Russian scientists say they made a “unique” discovery while analyzing samples from the exterior of the International Space Station – traces of tiny sea creatures on the station’s windows and walls. It remains unclear how marine plankton ended up in space.
The results of the recent experiments prove that that some organisms are capable of living on the outer surface of the International Space Station (ISS), Vladimir Solovyev, head of the Russian segment of the ISS, has revealed.
Some studies suggest that these organisms may even develop in the hostile conditions of spaceflight, which include vacuum, low temperatures, radiation and others, he added.
“The results of the so-called ‘Test’ experiment are unique. On the surface of the [ISS] windows we found traces of marine plankton – the microparticles – that will become the subject of further studies,” Solovyev was quoted as saying by Itar-Tass.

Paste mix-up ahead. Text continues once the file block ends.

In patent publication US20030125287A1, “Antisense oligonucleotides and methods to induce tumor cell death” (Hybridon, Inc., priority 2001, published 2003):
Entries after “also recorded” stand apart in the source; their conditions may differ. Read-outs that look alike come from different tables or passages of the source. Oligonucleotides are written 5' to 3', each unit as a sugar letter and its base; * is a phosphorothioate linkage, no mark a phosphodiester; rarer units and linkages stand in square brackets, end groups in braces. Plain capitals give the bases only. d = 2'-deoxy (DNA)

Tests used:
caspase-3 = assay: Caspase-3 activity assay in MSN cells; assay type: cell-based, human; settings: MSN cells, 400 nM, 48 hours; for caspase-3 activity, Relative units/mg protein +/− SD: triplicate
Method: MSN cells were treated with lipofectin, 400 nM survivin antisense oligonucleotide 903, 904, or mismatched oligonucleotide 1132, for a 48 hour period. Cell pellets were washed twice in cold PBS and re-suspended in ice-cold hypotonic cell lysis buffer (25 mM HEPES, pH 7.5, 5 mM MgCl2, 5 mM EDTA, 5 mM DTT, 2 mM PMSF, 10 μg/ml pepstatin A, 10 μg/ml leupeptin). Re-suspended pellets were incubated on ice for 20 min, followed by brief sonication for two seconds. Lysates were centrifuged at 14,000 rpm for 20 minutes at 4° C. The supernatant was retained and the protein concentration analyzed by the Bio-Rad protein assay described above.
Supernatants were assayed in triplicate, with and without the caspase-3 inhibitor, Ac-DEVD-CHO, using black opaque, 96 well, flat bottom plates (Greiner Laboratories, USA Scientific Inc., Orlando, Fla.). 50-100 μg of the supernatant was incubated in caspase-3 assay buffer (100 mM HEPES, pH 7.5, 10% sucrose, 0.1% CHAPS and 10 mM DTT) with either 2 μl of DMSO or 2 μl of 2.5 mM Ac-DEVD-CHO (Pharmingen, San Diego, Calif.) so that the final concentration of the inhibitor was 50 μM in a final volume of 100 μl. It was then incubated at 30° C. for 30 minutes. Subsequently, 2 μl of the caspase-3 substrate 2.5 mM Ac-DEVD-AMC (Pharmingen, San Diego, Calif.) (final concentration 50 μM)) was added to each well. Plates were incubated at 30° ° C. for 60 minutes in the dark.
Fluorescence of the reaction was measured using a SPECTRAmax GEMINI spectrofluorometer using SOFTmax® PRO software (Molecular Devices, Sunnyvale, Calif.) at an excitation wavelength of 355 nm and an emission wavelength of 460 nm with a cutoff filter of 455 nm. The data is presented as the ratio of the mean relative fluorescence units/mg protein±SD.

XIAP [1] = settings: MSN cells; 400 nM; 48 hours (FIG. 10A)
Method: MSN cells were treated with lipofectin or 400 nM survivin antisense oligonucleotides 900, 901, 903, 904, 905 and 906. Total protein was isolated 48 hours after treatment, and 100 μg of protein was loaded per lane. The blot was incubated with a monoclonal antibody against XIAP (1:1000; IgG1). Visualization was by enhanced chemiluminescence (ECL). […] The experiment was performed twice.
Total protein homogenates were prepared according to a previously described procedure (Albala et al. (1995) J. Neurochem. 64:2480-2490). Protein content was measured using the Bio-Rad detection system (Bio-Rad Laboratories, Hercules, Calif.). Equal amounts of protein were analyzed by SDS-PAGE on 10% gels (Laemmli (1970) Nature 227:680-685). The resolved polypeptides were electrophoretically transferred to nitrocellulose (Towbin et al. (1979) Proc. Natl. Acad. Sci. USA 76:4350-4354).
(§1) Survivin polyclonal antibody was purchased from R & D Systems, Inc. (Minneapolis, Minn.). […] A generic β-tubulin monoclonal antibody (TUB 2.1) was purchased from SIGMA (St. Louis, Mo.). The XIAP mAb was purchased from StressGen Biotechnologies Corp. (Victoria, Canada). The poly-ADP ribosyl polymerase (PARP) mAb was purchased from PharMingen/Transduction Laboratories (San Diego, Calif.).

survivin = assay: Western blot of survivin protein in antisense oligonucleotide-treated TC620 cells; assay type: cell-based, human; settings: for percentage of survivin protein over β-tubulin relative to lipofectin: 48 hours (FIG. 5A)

While the experiments on the matter were finalized last year, it is still unclear how the microparticles could get all the way to the ISS, Solovyev said.
“[Plankton in] such phases of development is found on the surface of the ocean. It isn’t characteristic to Baikonur,” he explained, referring to Baikonur Cosmodrome in Kazakhstan from where crew and cargo deliveries to ISS are launched.